Looking North from the summit of Table Hill. Whenua Hou Ruggedy Range Hananui Rakeahua South West Arm of Paterson Inlet visible left to right. Photo Jake Osborne CC BY NC SA 2.0

Why

We believe Rakiura is worth protecting from introduced predators, enabling nature and community to thrive together by enjoying the benefits of a restored Rakiura.

Why pursue a Predator Free Rakiura?

We have so much to protect

Community, visitors and wildlife are intertwined on Rakiura with Stewart Island kiwi / Rakiura tokoeka, kākā, penguins, parakeet / kākāriki and pigeon / kereru in Halfmoon Bay township, a National Park surrounded by a pristine coastline and over 90 islands, full of wildlife, that deserve to be protected.

Did you know?

Rakiura is home to around 380 residents and welcomes over 45,000 visitors each year.

We are already on the journey

Without pigs, rabbits, stoats, goats and ferrets, we are perfectly placed to make a real impact if the remaining predators are removed. Many people on and around Rakiura are doing their bit to control predators and keep their homes, vehicles and vessels rat-free. An incredible amount of work towards a predator-free Rakiura has already been achieved by iwi, the community and various organisations. 


Map

Now is the time to stop the decline

Rakiura is a nature hotspot and home to many species either threatened or found nowhere else. Let’s protect our forests and wildlife and help restore the mauri of the island.

We have so much potential

With much of Rakiura undeveloped and with many predators already absent, and with unique habitat and wildlife, means protection is not only possible but at a scale that simply cannot happen elsewhere. Let’s bring home the kākāpō!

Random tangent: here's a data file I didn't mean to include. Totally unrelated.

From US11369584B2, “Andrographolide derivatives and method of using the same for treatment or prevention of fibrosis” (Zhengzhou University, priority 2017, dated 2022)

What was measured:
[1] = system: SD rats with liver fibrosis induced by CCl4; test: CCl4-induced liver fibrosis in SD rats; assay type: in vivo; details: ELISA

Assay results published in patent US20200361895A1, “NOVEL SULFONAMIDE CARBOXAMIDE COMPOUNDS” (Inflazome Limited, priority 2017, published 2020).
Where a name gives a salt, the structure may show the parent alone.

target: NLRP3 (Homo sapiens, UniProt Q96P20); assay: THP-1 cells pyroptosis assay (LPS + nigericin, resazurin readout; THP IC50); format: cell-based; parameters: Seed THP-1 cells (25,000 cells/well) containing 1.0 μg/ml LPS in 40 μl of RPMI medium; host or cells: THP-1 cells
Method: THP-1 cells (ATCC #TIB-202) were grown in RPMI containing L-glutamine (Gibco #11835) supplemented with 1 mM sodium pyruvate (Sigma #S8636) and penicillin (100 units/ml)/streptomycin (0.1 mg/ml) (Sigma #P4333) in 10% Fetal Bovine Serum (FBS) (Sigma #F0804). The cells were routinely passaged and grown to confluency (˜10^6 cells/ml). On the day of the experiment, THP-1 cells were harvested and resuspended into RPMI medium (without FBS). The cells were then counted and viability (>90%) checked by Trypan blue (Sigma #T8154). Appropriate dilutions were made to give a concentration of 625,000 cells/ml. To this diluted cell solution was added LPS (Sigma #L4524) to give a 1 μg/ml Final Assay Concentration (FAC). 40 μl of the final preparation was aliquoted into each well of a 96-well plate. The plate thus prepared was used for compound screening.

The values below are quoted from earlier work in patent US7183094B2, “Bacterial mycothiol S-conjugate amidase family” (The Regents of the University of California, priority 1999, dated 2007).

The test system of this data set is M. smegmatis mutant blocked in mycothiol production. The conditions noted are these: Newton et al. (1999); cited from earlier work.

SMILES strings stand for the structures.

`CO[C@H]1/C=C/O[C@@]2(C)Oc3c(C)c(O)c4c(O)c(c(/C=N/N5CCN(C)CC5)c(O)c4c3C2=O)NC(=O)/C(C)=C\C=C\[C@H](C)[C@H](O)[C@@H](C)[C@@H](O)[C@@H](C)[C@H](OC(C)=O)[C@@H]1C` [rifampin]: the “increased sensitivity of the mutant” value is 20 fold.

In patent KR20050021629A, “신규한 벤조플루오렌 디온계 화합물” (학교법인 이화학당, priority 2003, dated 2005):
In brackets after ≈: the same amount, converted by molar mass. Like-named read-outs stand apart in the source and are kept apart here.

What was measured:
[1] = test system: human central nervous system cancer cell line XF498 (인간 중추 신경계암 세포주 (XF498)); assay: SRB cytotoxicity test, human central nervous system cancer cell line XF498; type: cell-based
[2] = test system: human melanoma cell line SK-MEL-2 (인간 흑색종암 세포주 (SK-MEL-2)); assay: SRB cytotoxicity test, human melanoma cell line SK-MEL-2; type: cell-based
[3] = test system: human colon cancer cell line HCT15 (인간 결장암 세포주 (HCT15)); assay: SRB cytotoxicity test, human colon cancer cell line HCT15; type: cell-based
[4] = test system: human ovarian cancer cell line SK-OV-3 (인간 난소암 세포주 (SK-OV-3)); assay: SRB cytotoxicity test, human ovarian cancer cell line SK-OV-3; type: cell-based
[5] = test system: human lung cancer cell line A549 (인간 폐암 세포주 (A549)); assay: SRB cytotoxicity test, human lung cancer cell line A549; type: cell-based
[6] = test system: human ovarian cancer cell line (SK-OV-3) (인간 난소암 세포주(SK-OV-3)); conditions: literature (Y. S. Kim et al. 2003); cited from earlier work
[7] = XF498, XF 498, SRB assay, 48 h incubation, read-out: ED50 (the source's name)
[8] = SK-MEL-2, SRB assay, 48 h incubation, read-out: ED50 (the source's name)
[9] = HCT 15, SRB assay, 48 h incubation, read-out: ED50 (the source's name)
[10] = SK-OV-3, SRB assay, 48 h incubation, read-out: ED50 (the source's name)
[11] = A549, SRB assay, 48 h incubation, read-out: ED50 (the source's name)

An investment for our future

We want a healthy Rakiura for our visitors and families forever, sustained meaningful employment for our community and to maintain our relaxed lifestyle within stunning natural landscapes.

Local and Global implications

The scale and complexity of this project means we’d learn new techniques and innovations that could be applied not only in New Zealand towards Predator Free New Zealand but for restoration projects around the world.

Predator free aspirations

We asked students at Rakiura’s Halfmoon Bay School to share their ideas of what 2050 might be like if predators are removed from Rakiura.

Read their stories

Learn more
  • Hiking the Abel Tasman Coastal Track New Zealand Photo Eli Duke CC BY SA 2.0

    More about what's being done

  • Norway rat Rakiura. Photo Jake Osborne CC BY-NC-SA 2.0

    More about the predators

The Challenge

Introduced predators are weakening our nature haven. Three species of rats, feral cats, possums and hedgehogs are major threats to our native plants and animals. A predator-free Rakiura / Stewart Island would remove these predators, helping the recovery of our forests and wetlands. 

Removing predators at this scale won’t be easy but it will be worth it!

 

The Predators

More Information
  • PF2050 logo green

    Learn more about the big dream

Benefits

Some benefits of a Predator Free Rakiura:

  • A haven for our taonga, including Stewart Island kiwi / Rakiura tokoeka, kākā, parakeet / kākāriki, penguins, geckos and bats
  • Healthier forests, coasts and rivers
  • A place for people to experience New Zealand’s nature as it used to be
  • Meaningful employment and new conservation tourism
  • Helping create a sustainable community and nature together
  • A major step towards a Predator Free New Zealand
  • Potential to become a large-scale haven for other species in need of a safe home, such as kākāpō and takahē
  • A healthier Rakiura is the greatest legacy to leave for our children 

Together we are restoring our natural haven – Rakiura, mauri ora.

The Project
  • Kākāpō Stella-2-B-19. Photo - Jake Osborne CC BY-NC-SA 2.0

    See more about the project